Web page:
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Saturday, October 25, 2014

{31 Days: Day 25} Let's Talk About Love

How many of you, after reading today's title, have the Celine Dion song stuck in your head? I know. Me too. You're welcome. 

Ugh, but now I can't get it out of my head, and I really need to focus on writing, because this post has been weighing heavy on my heart. For months. I've not been quite sure how to articulate it - mostly because I hate confrontation, and this could stir controversy, so I've been avoiding it. Lately, though, my prayer has been to know when God is speaking, and to be obedient when I hear Him, so...there's this whole conviction thing. 

I hope, if you're reading this post right now, you know me. Like, really know me. And I hope, you can picture me sitting across the table from you, with my gigantic vanilla latte from Northstar Coffee (the best in Fargo, in my humble latte-connoisseur opinion), and you can imagine my voice, and insert the intentions of my heart, and see the weird faces I'm making as I speak because I want to make sure I'm being understood for exactly what I'm saying. Please, remember who it is who's writing this. It's me. It's Val. I am no scholar, I am no activist, I am no opinion pusher (except in the way of lattes). I just want to get to the truth, and protect others against believing falsities. 

I tend to rile easily (surprise) and one thing that is sure to get me riled up within seconds, is hearing Christians be slammed because we're "not loving" or because we're "judging." I've heard, "I'm not a Christian, but what I do know about Christians, is they're supposed to love, and what they're doing isn't loving!" I hear it all. the. time. On TV. Online. In public. In writing. It's everywhere. Non-Christians have decided to proclaim authority over the definition, action, and acceptable display of love. And guess what, believers? We're falling entirely short of their standards. Anytime we express Biblical insight, we're not loving someone. So I get riled up. Their definition of love has somehow superseded the scriptural explanation, and because we are not all-encompasing-accepting, we are not loving. Because we have moral objections against ideas, practices, and choices others make, we are unloving. Because we not only disagree with them, but defend our beliefs, we are judgmental, unloving hypocrites who are intolerant bigots. Have I summed it up accurately enough? 

Here's the thing. That is wrong, wrong, wrong. Off-base. Completely untrue. And we as believers are, as a result, walking a slippery slope in the name of trying to be known as "loving". 

Seriously, I have a knot in my stomach typing this, but I have to keep going. 

1 Corinthians 13:4-7  "Love is patient, love is kind. It does not envy, it does not boast, it is not proud. It does not dishonor others, it is not self-seeking, it is not easily angered, it keeps no record of wrongs. Love does not delight in evil but rejoices with the truth. It always protects, always trusts, always hopes, always perseveres."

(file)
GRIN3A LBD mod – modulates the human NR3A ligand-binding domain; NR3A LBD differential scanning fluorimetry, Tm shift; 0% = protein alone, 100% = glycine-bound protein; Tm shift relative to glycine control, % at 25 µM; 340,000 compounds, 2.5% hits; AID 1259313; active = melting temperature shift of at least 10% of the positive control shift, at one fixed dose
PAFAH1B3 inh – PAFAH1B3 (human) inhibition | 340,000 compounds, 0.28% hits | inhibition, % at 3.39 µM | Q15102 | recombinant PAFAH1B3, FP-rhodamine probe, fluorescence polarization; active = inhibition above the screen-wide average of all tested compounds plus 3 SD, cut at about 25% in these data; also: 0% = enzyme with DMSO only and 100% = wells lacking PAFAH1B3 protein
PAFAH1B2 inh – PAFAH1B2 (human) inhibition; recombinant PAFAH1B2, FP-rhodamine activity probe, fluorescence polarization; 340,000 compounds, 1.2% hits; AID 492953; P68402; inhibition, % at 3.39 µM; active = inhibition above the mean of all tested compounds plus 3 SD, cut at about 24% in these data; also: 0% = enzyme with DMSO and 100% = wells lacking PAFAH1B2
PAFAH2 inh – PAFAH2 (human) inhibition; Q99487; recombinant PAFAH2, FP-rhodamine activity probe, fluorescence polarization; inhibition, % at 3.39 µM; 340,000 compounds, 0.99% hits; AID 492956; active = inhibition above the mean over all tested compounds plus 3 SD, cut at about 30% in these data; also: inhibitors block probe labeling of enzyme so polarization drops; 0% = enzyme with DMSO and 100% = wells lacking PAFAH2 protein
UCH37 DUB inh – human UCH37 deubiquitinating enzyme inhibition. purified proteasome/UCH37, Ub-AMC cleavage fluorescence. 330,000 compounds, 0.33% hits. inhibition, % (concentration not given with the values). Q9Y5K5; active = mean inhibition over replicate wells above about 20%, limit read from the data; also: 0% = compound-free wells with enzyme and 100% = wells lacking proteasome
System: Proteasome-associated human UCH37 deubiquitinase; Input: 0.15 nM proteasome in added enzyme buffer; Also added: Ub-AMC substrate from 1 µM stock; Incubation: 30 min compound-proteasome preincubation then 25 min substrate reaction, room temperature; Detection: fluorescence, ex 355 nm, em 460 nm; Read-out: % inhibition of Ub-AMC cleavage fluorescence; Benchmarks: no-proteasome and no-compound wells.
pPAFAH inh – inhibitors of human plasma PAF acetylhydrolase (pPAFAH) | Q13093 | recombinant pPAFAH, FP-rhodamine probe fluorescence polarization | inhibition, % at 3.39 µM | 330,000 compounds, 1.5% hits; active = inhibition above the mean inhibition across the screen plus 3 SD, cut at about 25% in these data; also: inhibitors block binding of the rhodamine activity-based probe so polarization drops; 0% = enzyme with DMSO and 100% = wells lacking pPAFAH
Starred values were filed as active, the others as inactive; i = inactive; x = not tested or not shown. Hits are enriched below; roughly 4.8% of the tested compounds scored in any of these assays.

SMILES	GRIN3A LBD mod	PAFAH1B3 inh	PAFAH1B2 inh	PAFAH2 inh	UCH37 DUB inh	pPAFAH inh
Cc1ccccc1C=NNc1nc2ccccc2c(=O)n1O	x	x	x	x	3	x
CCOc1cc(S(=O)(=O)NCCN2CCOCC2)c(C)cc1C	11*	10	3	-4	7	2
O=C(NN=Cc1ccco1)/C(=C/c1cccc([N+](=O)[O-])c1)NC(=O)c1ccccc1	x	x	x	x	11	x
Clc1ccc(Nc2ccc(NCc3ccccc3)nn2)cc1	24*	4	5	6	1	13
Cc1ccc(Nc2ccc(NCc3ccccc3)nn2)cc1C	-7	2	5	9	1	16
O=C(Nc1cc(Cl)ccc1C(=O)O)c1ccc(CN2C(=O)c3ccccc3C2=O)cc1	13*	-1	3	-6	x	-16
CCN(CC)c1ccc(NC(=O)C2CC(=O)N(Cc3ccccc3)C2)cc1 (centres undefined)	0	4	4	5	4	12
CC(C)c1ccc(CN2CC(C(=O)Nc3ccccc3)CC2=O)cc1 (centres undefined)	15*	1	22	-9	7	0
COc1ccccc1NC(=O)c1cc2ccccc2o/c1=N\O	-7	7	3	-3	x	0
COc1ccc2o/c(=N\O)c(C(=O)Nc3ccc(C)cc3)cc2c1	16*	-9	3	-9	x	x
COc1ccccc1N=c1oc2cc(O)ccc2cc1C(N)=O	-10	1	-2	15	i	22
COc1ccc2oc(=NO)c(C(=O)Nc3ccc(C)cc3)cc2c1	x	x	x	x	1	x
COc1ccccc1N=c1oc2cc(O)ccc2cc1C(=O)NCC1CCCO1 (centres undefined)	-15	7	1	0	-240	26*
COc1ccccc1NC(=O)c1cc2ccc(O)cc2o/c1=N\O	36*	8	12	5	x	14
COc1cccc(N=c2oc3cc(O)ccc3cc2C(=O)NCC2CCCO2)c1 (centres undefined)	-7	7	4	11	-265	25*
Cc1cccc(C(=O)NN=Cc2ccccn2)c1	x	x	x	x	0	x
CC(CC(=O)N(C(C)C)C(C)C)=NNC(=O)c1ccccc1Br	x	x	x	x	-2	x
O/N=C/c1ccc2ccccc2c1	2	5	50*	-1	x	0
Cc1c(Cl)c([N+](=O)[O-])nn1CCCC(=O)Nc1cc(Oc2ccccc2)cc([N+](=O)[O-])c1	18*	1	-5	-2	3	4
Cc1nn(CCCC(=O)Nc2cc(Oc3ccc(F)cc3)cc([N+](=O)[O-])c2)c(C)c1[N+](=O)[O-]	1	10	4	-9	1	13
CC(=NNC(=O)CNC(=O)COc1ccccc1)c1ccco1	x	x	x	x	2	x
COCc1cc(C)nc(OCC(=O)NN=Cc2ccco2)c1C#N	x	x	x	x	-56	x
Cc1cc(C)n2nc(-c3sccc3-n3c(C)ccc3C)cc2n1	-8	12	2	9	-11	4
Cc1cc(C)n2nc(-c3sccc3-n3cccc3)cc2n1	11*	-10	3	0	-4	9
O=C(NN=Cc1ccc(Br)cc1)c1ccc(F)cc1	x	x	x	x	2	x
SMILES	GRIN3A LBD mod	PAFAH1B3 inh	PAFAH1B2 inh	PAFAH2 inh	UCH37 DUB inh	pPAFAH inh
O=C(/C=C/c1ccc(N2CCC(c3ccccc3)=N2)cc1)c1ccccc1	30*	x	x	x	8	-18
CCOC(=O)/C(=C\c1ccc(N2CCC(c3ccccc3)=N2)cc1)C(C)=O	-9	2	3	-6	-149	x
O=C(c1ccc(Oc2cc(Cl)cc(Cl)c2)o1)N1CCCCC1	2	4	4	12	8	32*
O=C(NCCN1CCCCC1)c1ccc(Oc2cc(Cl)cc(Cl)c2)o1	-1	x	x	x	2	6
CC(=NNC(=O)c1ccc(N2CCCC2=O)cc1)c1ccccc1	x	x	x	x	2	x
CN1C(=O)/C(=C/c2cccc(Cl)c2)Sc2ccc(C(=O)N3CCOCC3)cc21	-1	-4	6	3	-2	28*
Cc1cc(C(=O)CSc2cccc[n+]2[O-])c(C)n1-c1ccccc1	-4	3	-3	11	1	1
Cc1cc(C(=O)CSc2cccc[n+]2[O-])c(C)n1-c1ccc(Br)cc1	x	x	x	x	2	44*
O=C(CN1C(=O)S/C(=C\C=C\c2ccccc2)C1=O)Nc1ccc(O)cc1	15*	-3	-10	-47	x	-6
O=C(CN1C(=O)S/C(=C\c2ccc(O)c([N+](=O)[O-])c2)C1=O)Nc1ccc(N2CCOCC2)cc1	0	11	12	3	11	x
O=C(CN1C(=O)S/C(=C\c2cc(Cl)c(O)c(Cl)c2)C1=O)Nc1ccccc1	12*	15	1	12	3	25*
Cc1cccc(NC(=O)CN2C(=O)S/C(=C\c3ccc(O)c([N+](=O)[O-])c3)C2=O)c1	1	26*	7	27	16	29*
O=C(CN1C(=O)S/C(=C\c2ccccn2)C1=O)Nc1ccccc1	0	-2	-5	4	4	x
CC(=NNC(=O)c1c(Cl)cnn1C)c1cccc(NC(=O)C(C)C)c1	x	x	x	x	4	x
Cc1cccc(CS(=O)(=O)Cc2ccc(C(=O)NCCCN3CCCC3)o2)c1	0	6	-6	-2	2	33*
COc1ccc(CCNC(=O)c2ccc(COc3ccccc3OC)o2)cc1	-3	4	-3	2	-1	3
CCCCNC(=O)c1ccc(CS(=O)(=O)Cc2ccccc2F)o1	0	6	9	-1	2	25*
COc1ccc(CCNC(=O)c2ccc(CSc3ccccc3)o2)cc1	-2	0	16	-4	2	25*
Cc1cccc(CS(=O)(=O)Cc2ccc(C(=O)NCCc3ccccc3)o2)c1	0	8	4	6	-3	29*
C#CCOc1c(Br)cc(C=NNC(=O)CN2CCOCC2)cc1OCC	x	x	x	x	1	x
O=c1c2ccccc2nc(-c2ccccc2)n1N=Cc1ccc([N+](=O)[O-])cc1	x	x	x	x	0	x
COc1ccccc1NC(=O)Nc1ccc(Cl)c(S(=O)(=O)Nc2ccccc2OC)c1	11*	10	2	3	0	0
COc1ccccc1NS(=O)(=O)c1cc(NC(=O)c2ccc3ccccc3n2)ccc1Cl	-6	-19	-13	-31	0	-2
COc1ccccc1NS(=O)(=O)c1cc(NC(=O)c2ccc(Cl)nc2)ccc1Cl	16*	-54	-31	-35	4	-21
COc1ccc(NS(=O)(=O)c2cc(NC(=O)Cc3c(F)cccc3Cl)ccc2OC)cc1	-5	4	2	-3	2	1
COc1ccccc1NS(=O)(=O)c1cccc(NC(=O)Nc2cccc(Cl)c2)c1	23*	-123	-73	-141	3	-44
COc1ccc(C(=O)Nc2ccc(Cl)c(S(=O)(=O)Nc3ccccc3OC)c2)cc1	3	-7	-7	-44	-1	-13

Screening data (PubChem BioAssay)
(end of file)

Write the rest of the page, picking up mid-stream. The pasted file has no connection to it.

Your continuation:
John 15:13 "Greater love has no one than this: to lay down one's life for one's friends."

Mark 12:29-31 "'The most important one,' answered Jesus, 'is this: 'Hear, O Israel: the Lord our God, the Lord is one. Love the Lord your God with all your heart and with all your soul and with all your mind and with all your strength.' The second is this: 'Love your neighbor as yourself.' There is no commandment greater than these."

Let me unpack these - quickly and concisely enough to make my case.

To love as a Christian is called to love, you must first love the Lord your God with all of you. Every ounce of your soul and being. Second, love your neighbor as yourself. Do you hold yourself accountable? Do you make choices between right and wrong? Do you care for your needs? Love others in the same way. When your child runs into the street, do you not run after them in full-out panic, to ensure their safety and protection? Would you not do everything in your power to keep them from harm, from wrong, from making unsound decisions? And why is that? Because you love them. If your child comes to you and says, "I'm going to play in the street." and you just smile, nod, and "accept" that from them, and let them play in the street, YOU WOULD BE INSANE! But in the world's eye, that is how we are supposed to love others. We can't disagree, we can't protect, and we can't argue. No matter how dangerous the choices they're making may be, they consider us unloving if we at all try to minister to their mind. To their heart.

No!! We minister out of love! We discipline our children to protect them and keep them safe. God forbid anything happen to anymore of my kids ever, but have no doubt I'm going to sacrifice life and limb to the ends of the earth and back again to protect my kids, because I love them! As I should do for the soul of any other person God put on this earth. I don't disagree or reject or take an opposing stand out of spite. It's not because I'm judgy. It's not because I'm holier-than-thou. It's not because I'm self-righteous. It's because God gave me a heart to love them and fight for their soul, and because I do not hold a world-view of love.

When someone does, says, acts, whatever it is - completely against your knowledge and heart as a Christian - do not turn a blind eye "for the sake of love". That is not loving. That is shameless negligence. They are right in saying we, as Christians, are called to love. They are not right in their perception of what that love is, or should look like.

Love people enough to stand up for what's right. Love your God enough to fight for His people. Love yourself enough to equip yourself with truth, and to stand firm in it. Do not forget what love is. Do not forget how to love. Do not forget the greatest command.

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